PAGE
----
Mr. King wrote a supporting op-ed for the Bakersfield Californian. I am delighted with his picture. I am amused by this:
The past policy accomplished the desired goal; California attracted people from all over the country and developed into an economic powerhouse.
Mr. King properly understands that publically elected officials set a policy goal (economic development) for their water works. What is funny to me is that he doesn’t see that subsequent publically elected officials have set a new goal by the same process they once set the old goal. By the lights of the old goal, allocating water to the environment is inexplicable! THERE WAS AN OLD GOAL BACK THEN! What madness has overcome all the politicians since sixty years ago?
Mr. Cline wishes agriculture would work together as one, like they last did when defeating labor laws.
Agreements have been few and far between. The greatest occurred 40 years ago when agriculture united to defeat Proposition 14, which would have given the United Farm Workers open access to every farm in the state.
This is the shining example of agriculture presenting a united front? How inspiring.
I haven’t read the federal Drought Action Plan yet. I am afraid I will die of boredom from clichés and safe proposals. This article about the plan emphasizes data, so there’s half of my fears realized. The headline to the article teases me: Obama calls for proactive drought strategy. What would that look like?
I’ll tell you what proactive drought strategy would look like. In agriculture, it would look like consolidating what little ag water we get on lands that produce important food for humans, perhaps as a zoning scheme. It tells growers in advance where we won’t allow water to go in dry years, so they will know not to plant permanent crops. It regulates groundwater, even in drought, so we choose which communities take the economic hit. It holds growers accountable for the subsidence their pumping causes. Proactive drought strategy prevents adjacent growers from sucking municipal wells dry. Proactive drought strategy helps the growers we want to support bridge dry times, perhaps with direct monetary support. Proactive drought strategy plans this in advance of dry years. But I would be extremely surprised to read any of this in the new federal drought plan. It is too shocking to write even in a State plan, in a state in Year Five of a drought, so I don’t expect to see it in the federal plan.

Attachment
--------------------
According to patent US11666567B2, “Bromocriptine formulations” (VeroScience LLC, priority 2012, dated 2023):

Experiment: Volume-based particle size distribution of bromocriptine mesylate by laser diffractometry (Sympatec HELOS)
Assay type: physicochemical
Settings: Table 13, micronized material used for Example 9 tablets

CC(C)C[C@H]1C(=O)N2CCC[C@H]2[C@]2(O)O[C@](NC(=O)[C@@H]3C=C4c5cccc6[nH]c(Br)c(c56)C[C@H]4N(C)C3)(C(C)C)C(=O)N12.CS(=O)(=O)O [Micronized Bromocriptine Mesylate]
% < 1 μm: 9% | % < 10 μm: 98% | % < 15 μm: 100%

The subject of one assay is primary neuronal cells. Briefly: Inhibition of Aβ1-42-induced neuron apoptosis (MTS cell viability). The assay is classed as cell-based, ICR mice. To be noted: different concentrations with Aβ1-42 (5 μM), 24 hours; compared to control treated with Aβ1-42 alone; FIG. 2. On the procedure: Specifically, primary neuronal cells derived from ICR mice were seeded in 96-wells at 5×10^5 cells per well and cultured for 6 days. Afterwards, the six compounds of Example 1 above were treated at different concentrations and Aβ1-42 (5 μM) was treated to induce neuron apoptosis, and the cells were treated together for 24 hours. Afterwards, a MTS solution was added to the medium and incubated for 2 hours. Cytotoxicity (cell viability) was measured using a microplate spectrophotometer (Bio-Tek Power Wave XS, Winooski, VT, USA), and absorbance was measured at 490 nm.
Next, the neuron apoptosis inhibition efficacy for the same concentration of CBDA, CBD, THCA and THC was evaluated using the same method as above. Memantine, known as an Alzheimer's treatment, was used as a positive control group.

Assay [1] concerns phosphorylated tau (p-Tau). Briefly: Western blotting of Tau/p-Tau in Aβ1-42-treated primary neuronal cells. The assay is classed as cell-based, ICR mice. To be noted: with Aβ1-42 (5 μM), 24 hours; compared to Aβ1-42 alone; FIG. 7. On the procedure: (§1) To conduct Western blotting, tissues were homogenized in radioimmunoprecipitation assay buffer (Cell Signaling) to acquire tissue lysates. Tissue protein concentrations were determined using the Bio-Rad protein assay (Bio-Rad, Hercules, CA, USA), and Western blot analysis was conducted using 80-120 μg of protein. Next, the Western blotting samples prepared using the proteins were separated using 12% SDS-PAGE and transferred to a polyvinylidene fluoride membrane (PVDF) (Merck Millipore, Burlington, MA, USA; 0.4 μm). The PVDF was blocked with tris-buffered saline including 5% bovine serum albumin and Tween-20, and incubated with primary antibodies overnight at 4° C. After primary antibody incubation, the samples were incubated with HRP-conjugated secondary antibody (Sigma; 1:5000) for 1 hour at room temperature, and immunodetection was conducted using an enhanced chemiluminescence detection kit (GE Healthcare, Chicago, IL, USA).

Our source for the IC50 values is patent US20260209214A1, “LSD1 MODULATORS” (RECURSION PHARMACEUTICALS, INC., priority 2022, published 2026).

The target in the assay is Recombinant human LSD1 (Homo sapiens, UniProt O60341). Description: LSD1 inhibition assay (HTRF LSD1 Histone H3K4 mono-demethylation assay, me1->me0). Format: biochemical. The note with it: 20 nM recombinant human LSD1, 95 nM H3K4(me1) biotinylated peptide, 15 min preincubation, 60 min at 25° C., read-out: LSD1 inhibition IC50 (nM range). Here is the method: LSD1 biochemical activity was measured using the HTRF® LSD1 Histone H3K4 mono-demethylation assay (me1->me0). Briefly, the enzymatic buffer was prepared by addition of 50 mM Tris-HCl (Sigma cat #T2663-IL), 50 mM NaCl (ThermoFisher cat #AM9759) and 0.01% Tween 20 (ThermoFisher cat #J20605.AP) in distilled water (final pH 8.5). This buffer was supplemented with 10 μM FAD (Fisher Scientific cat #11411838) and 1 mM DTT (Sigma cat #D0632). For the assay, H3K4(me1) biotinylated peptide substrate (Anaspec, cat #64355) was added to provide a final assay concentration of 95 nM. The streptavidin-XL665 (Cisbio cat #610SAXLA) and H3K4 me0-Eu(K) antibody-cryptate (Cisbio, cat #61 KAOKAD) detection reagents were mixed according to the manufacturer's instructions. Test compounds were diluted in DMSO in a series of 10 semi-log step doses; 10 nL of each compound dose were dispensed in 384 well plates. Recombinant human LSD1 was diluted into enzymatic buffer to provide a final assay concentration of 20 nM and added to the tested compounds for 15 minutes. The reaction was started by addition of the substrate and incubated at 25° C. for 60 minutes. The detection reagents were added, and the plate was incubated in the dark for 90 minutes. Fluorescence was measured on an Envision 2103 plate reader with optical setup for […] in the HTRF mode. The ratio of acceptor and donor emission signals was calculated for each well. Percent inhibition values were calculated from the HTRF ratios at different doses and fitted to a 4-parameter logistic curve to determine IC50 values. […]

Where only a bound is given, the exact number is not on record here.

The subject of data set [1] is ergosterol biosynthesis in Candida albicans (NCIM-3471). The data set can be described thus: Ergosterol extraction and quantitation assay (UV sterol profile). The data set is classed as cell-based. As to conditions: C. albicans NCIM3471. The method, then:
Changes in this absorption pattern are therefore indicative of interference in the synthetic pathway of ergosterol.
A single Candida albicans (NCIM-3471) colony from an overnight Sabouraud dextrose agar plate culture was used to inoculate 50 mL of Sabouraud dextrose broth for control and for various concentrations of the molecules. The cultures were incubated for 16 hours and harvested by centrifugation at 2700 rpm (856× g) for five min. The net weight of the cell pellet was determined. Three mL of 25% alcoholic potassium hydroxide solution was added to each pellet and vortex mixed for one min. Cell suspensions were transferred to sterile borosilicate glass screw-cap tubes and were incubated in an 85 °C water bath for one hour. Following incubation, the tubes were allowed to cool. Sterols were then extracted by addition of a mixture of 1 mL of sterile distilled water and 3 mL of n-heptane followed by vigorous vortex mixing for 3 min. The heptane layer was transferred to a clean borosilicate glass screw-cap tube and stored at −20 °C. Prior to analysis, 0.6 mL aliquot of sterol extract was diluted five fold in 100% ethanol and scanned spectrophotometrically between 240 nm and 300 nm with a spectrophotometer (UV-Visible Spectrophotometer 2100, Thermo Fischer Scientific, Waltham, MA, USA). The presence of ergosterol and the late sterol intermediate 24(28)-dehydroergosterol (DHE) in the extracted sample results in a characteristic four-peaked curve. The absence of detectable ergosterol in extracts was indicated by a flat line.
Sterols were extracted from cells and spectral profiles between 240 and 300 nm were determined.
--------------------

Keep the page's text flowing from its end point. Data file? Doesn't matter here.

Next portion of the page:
For all that we talk about Australia as an example, we sure don’t seem to be learning from it. Nothing in the mainstream talk about Californian water markets mentions keeping foreign investors from speculating with Californian water rights.
h/t to Chance of Rain.
Delta Watermaster George’s report on how farmers in the Delta voluntarily cut their water use by nearly a third is wonderfully written, not government-ese at all. Since I respect all well-managed irrigation systems and think the current emphasis on drip is overly simplistic, I liked the detail on alternate furrow irrigation. I share the growers’ concern about salt build-up.
h/t to Alex Breitler
I will be pleased to vote for either Democratic candidate in November. In general, I think they will be greatly constrained by Congress and have to work through their agencies. I very much like the thought of a Bureau of Reclamation instructed by President Sanders to prioritize clawing back the wealth of the 1% over all else. He is a single-issue person and that would be a very interesting single issue to determine Reclamation’s doings.